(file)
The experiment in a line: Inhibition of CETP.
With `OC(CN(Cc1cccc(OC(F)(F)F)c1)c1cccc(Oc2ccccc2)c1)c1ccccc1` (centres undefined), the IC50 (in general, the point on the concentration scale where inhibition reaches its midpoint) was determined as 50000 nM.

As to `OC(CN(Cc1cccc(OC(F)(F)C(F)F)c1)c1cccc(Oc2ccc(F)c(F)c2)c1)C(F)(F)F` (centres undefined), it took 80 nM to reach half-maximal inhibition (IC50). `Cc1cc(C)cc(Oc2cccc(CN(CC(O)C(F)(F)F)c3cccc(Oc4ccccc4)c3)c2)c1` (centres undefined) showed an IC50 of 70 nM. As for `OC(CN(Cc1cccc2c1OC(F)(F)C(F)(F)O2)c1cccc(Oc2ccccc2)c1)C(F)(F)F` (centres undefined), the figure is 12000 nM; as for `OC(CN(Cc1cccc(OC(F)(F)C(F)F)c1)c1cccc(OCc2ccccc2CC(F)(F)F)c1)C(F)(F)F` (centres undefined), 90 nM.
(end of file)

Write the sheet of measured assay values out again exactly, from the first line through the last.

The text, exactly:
The experiment in a line: Inhibition of CETP.
With `OC(CN(Cc1cccc(OC(F)(F)F)c1)c1cccc(Oc2ccccc2)c1)c1ccccc1` (centres undefined), the IC50 (in general, the point on the concentration scale where inhibition reaches its midpoint) was determined as 50000 nM.

As to `OC(CN(Cc1cccc(OC(F)(F)C(F)F)c1)c1cccc(Oc2ccc(F)c(F)c2)c1)C(F)(F)F` (centres undefined), it took 80 nM to reach half-maximal inhibition (IC50). `Cc1cc(C)cc(Oc2cccc(CN(CC(O)C(F)(F)F)c3cccc(Oc4ccccc4)c3)c2)c1` (centres undefined) showed an IC50 of 70 nM. As for `OC(CN(Cc1cccc2c1OC(F)(F)C(F)(F)O2)c1cccc(Oc2ccccc2)c1)C(F)(F)F` (centres undefined), the figure is 12000 nM; as for `OC(CN(Cc1cccc(OC(F)(F)C(F)F)c1)c1cccc(OCc2ccccc2CC(F)(F)F)c1)C(F)(F)F` (centres undefined), 90 nM.